Blowing leads not encouraging for Louisville as season enters stretch

Ryan McMahon down the middle again but he rarely scores around the basket (Cindy Rice Shelton photo).

By Ed Peak

This thing with the University of Louisville basketball team giving away leads late in the game is taking a mental and physical toll on everyone, the coaches, players, and the fans.  At the worst possible time, with March rapidly approaching.
 
The Cardinals almost folding again over the weekend. The turnover problem rearing its ugly self when it matters most, at crunch time when teams are pressing, locked in defensively. UofL loses focus and confidence, seemingly hoping to be rescued by the clock.
 
When Louisville inbounds the ball, it’s usually from the corner, and Christen Cunningham winds up getting trapped. He is only 6-foot-2 has trouble seeing over bigger players waving their arms. For starters, they may want to get it to the middle for better spacing.
 
One can’t blame Cunningham for all the drama, however. Had it not been for his layups and the big 3-pointer on Saturday, the Cards would be saddled with a three-game losing streak.
 
Teams are forced to pay close attention to Jordan Nwora. The sophomore averages over 17 points and close to eight rebounds. He’s arguably the team’s best player but his ball handling is random at best. He leads the team in turnovers with 63, including six of them against Clemson.
 
Dwayne Sutton’s game seems to have fallen off a bit, scoring four points in Saturday’s win. He has played solid defense but his ball handling against the press also leaves much to be desired.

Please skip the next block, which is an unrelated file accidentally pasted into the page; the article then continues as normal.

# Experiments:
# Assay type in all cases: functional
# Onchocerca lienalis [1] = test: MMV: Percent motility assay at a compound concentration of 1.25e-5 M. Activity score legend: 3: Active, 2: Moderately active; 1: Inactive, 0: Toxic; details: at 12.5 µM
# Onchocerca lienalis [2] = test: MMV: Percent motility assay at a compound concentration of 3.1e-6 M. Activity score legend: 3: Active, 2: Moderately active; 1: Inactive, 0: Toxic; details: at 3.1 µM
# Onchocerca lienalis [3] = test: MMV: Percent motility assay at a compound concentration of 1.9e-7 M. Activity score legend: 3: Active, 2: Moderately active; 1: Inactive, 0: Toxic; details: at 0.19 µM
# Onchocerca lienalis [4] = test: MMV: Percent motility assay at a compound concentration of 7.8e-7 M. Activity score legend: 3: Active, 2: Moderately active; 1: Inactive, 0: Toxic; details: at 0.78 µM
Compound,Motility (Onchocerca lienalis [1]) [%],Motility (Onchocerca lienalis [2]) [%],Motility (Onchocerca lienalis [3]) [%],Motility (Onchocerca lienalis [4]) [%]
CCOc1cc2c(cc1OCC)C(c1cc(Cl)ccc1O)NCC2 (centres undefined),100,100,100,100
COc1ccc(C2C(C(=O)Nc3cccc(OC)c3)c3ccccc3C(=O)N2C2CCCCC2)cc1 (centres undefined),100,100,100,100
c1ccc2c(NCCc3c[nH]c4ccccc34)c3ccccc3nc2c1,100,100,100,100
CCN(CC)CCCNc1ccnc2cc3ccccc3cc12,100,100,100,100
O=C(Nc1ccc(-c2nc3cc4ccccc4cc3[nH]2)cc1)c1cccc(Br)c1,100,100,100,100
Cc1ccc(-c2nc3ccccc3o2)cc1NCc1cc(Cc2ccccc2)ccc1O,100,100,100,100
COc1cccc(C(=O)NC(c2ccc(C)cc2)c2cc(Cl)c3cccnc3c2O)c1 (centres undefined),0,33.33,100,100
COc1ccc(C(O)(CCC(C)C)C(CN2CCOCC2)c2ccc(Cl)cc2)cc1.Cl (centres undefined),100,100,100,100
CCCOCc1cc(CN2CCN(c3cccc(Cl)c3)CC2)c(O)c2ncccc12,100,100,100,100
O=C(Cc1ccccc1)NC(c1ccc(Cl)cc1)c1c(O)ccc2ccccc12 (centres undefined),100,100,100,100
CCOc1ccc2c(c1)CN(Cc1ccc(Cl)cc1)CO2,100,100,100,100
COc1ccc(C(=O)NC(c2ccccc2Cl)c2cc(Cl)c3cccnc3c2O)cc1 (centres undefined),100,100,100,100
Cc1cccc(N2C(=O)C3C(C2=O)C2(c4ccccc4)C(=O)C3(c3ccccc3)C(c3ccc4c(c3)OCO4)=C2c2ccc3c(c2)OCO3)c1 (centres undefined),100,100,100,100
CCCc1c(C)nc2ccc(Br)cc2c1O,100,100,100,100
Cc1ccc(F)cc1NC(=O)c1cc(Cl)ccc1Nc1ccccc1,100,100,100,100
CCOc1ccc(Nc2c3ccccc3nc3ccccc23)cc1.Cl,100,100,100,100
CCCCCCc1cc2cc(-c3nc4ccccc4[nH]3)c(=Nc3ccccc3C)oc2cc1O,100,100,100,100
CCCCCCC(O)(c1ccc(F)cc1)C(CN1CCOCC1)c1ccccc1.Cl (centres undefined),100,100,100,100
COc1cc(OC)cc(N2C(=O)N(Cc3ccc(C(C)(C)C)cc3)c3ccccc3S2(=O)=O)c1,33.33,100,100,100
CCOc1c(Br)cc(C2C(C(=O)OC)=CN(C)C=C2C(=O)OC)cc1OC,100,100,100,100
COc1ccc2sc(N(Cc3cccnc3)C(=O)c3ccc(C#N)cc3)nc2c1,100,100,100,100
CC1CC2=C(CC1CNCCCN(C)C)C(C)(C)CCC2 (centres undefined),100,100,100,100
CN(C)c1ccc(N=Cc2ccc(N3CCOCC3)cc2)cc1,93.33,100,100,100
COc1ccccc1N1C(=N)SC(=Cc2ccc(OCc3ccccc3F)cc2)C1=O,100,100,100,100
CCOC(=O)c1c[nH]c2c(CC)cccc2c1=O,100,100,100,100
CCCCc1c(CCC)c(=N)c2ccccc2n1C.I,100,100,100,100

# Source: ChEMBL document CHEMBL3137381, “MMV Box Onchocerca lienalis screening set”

Ryan McMahon is dead on behind the 3-point line when he gets the ball on the fly, but that becomes a tough proposition in the closing minutes.
 
Inside players Malik Williams and Steven Enoch have been up and down as well. They both come up short offensively and defensively against opponents their size or larger.
 
This group of players has shown signs of potential greatness at times, beating quality opponents like Michigan State, North Carolina and Virginia Tech, and building a 23-point lead over top-ranked Duke in the second half. But the recent downturn in their fortunes may be taking a major toll on their collective psyche at a time when they need to be getting better.
 
The season only gets tougher from this point. Not the time to be going backwards.
 

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Author: Ed Peak

Ed Peak has covered UofL sports since 1973, as a student reporter, as a correspondent for the Courier-Journal, a freelancer for the Associated Press and United Press International, as well as ScoreCard, Fox Sports and CBS radio.